Honda has teamed up with a range of manufacturers to accelerate its transition away from combustion cars. We’ve already mentioned the company’s partnership with General Motors, but Honda will also help Sony build its upcoming Vision-S SUV, while the Chinese battery manufacturer CATL will supply cells for Honda’s cars.
And Honda’s hungry. The brand originally intended to deliver the initial stages of its electrification strategy by 2025, but the company brought that deadline forward by three years. Now, Honda will have six electrified vehicles on sale in Europe by the end of 2022, including the all-new Civic hybrid.
By 2050 Honda also aims to halve the CO2 output of its new cars compared to 2001 figures, slashing their emissions by 80-90% overall.
A guide to Honda electric cars
The first Honda electric car. The E combines retro-looks with cutting edge tech to make a charming little supermini that prioritises style over a long battery range. Official WLTP range is between 125-137 miles depending on which version you buy. But expect to see figures as low as 100 miles in cold weather.
It’s comparatively more expensive than other electric superminis (starting from £26,660), but it remains an EV we like a lot at CAR. It’s packed with cool tech including two 12.3-inch screens on the dashboard, camera mirrors and a three-point plug in the cabin to charge up your laptop on the go. It also has one of the most characterful interiors currently on sale and it’s a hoot to drive, too. Read our long-term test for our full assessment.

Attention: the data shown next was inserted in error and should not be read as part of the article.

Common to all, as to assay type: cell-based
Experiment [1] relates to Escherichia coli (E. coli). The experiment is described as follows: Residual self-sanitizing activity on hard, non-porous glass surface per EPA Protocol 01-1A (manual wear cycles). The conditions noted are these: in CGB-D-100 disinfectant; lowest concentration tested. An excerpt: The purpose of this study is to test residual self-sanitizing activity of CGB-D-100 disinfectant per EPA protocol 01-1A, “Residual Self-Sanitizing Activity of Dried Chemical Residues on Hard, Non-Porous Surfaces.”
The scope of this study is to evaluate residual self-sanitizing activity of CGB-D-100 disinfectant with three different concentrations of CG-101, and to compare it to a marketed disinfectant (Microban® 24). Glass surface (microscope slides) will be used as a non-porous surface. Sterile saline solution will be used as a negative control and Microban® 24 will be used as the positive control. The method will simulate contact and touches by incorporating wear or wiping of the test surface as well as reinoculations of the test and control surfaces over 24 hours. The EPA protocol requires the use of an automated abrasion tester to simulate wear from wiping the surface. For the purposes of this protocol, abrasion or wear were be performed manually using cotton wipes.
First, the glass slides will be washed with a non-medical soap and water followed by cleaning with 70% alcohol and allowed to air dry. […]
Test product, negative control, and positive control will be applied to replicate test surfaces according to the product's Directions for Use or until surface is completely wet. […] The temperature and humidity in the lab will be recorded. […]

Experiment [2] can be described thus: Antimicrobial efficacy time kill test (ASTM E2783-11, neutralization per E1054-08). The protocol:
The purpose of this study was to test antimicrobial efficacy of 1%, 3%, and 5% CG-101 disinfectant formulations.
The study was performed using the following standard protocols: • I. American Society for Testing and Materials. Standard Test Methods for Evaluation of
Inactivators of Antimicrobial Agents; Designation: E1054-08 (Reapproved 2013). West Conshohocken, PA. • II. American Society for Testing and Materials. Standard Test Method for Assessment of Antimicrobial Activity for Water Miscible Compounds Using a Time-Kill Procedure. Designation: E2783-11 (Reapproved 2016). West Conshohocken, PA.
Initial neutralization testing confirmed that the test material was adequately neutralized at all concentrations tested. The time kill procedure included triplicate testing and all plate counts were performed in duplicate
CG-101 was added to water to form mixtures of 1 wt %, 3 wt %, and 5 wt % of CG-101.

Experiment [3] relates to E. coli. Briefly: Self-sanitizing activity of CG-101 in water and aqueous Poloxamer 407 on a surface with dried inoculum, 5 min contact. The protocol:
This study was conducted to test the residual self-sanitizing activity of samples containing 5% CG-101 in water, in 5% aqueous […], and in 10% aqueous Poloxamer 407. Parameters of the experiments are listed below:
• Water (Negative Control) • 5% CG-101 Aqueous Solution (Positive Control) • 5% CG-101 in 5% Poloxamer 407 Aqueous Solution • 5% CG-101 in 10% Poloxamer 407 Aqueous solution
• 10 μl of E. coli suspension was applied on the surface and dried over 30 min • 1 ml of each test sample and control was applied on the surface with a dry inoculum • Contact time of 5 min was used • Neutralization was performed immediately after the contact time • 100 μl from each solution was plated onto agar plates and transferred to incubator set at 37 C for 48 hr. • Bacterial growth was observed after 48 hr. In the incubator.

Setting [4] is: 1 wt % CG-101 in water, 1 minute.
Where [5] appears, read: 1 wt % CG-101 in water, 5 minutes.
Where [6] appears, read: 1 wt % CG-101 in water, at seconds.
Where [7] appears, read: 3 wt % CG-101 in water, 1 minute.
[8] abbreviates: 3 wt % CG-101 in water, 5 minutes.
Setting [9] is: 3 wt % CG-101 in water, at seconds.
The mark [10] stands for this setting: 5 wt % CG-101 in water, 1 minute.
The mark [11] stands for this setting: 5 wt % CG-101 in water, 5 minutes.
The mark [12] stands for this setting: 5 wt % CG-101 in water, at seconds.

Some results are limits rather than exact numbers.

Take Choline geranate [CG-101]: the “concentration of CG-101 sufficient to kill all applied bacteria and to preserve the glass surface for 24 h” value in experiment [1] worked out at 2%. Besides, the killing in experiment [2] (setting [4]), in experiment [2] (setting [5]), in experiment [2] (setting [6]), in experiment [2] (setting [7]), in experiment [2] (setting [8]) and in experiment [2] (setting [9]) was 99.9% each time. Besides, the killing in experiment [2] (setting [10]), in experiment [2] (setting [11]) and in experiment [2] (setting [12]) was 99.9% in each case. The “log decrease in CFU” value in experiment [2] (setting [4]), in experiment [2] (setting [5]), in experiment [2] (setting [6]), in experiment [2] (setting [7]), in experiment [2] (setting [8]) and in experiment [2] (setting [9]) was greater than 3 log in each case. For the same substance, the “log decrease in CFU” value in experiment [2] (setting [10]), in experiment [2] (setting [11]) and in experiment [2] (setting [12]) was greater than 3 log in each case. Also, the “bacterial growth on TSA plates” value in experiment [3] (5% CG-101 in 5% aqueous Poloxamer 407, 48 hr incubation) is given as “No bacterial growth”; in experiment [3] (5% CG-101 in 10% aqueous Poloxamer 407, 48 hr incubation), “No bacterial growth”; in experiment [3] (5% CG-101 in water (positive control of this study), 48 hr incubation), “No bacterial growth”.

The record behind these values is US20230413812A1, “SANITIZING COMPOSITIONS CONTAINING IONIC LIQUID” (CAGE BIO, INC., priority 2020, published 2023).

First showcased at the 2017 Tokyo Motor Show alongside the Urban EV Concept, the Sports EV concept appears to be edging ever closer to production. A patent registered in 2019 by Honda showcases a sleek sports car that shares more than a few design cues with the Honda e, most notably the retro-inspired headlights.
While it moves away from the overt 1960s styling of the concept shown in Tokyo, it will still sit on Honda’s BEV platform and will most likely use a more potent version of the powertrain found in the Honda e. Could it be a spiritual successor to the Honda S800? We’ll keep our fingers crossed.
The Honda SUV e:Concept was unveiled at the Beijing Motor Show in 2020. It will soon morph into a new, pure-electric crossover, sitting about the Honda e in the company’s line-up and becoming an EV alternative to the Honda HR-V hybrid.
We expect it’ll be based on the same underpinnings as the Honda e supermini, albeit it stretched out to accommodate the larger SUV body style. It’ll also likely inherit the e’s screen-filled interior and quirky rear-view cameras. We’re expecting a larger battery pack, too – the e’s tiny 35.5kWh battery might struggle to get the heavier SUV more than 100 miles.
e: Progress explained
e: Progress is a charging subscription service, exclusively for Honda’s electric car drivers. The company claims it can save buyers an average of £400 per year on charging costs by signing up to the service by taking advantage of low-cost off-peak energy tariffs and clever charge scheduling.
For a fee, Honda provides its EV drivers with an intelligent home wallbox charger which can automatically top up a car’s battery pack when electricity is cheaper. The brand partnered with Octopus energy for the project, latching on to its dynamic energy tariff. As an added benefit, Honda guarantees that all the energy used to charge its electric cars using this scheme will come from renewable sources.